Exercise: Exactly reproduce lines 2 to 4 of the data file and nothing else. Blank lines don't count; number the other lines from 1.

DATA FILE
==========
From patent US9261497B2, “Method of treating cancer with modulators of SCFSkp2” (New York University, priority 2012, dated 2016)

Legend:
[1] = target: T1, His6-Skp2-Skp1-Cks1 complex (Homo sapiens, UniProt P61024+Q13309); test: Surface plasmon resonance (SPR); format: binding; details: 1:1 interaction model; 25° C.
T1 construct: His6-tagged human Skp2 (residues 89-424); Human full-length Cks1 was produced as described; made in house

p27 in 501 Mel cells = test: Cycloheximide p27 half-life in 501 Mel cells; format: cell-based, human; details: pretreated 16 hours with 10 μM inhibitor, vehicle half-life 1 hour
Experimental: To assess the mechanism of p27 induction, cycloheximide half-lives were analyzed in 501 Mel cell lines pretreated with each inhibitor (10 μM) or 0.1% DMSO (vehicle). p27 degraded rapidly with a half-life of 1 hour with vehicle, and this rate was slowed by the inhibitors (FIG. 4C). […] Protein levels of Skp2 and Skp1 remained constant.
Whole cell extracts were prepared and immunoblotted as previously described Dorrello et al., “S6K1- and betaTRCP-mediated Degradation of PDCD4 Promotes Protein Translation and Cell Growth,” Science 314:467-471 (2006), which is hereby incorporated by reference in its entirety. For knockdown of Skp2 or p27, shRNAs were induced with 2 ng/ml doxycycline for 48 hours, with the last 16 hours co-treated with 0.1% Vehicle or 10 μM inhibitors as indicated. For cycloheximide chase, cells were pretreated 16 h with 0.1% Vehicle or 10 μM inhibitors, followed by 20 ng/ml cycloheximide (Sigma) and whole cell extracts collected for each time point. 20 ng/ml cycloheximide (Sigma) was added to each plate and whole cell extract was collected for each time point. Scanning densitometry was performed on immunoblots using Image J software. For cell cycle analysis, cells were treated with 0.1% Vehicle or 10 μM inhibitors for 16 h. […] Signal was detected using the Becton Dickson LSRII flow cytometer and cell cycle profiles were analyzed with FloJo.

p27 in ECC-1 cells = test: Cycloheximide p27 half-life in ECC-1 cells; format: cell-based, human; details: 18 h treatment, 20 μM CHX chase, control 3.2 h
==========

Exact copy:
Legend:
[1] = target: T1, His6-Skp2-Skp1-Cks1 complex (Homo sapiens, UniProt P61024+Q13309); test: Surface plasmon resonance (SPR); format: binding; details: 1:1 interaction model; 25° C.
T1 construct: His6-tagged human Skp2 (residues 89-424); Human full-length Cks1 was produced as described; made in house